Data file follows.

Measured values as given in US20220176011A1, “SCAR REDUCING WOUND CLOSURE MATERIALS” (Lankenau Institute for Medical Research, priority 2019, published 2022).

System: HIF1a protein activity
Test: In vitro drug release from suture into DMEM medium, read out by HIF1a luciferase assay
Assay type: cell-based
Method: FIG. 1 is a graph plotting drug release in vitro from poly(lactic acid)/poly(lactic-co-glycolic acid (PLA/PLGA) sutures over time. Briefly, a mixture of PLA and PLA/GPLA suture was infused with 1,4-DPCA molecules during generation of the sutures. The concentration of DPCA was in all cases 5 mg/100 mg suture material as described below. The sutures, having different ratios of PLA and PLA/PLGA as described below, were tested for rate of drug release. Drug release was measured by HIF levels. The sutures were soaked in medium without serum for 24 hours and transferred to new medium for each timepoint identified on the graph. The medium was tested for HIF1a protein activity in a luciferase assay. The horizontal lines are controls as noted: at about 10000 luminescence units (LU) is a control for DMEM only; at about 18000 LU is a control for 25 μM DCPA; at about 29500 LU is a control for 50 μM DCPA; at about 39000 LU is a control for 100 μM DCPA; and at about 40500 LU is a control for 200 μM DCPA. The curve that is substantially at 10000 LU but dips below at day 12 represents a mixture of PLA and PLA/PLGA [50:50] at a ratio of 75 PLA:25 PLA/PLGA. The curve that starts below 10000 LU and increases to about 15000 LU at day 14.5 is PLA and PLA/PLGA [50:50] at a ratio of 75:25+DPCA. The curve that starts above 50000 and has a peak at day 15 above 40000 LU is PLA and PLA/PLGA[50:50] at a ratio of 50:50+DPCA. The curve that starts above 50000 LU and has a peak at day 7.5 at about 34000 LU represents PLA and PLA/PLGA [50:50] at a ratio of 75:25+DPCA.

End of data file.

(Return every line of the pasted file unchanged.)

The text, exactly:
Measured values as given in US20220176011A1, “SCAR REDUCING WOUND CLOSURE MATERIALS” (Lankenau Institute for Medical Research, priority 2019, published 2022).

System: HIF1a protein activity
Test: In vitro drug release from suture into DMEM medium, read out by HIF1a luciferase assay
Assay type: cell-based
Method: FIG. 1 is a graph plotting drug release in vitro from poly(lactic acid)/poly(lactic-co-glycolic acid (PLA/PLGA) sutures over time. Briefly, a mixture of PLA and PLA/GPLA suture was infused with 1,4-DPCA molecules during generation of the sutures. The concentration of DPCA was in all cases 5 mg/100 mg suture material as described below. The sutures, having different ratios of PLA and PLA/PLGA as described below, were tested for rate of drug release. Drug release was measured by HIF levels. The sutures were soaked in medium without serum for 24 hours and transferred to new medium for each timepoint identified on the graph. The medium was tested for HIF1a protein activity in a luciferase assay. The horizontal lines are controls as noted: at about 10000 luminescence units (LU) is a control for DMEM only; at about 18000 LU is a control for 25 μM DCPA; at about 29500 LU is a control for 50 μM DCPA; at about 39000 LU is a control for 100 μM DCPA; and at about 40500 LU is a control for 200 μM DCPA. The curve that is substantially at 10000 LU but dips below at day 12 represents a mixture of PLA and PLA/PLGA [50:50] at a ratio of 75 PLA:25 PLA/PLGA. The curve that starts below 10000 LU and increases to about 15000 LU at day 14.5 is PLA and PLA/PLGA [50:50] at a ratio of 75:25+DPCA. The curve that starts above 50000 and has a peak at day 15 above 40000 LU is PLA and PLA/PLGA[50:50] at a ratio of 50:50+DPCA. The curve that starts above 50000 LU and has a peak at day 7.5 at about 34000 LU represents PLA and PLA/PLGA [50:50] at a ratio of 75:25+DPCA.